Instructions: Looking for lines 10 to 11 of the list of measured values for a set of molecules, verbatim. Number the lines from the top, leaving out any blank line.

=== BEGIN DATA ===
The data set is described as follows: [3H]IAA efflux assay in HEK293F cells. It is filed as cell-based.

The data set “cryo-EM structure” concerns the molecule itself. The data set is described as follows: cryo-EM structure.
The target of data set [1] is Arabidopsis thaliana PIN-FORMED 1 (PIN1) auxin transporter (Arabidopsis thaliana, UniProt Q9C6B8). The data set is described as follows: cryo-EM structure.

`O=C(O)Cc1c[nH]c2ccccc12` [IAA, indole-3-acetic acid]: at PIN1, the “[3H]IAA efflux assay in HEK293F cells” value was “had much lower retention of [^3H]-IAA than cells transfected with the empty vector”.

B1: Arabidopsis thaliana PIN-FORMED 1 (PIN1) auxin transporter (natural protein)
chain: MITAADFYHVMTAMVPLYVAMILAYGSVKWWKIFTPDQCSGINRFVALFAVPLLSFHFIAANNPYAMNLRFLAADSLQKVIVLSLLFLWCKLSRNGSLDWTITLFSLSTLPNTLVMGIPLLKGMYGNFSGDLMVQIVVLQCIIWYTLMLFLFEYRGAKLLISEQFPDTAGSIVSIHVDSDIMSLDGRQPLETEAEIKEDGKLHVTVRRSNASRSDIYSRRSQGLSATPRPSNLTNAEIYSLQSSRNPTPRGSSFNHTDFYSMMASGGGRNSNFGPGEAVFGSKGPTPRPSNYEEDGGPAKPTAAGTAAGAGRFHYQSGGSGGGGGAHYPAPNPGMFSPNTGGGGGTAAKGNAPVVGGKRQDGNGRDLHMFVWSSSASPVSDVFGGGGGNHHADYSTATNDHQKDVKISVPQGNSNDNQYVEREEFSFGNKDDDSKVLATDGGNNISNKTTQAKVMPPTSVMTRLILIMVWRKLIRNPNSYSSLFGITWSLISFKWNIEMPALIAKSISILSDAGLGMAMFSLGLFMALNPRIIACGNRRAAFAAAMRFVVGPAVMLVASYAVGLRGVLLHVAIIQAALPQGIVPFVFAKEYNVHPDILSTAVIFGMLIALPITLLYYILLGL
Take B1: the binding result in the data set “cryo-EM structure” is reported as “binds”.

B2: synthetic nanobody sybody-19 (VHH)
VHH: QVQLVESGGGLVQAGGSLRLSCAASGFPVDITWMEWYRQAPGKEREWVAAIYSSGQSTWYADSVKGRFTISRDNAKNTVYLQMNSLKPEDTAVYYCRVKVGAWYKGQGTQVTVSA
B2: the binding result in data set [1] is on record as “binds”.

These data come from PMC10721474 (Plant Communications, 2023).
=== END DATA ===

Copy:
B2: the binding result in data set [1] is on record as “binds”.

These data come from PMC10721474 (Plant Communications, 2023).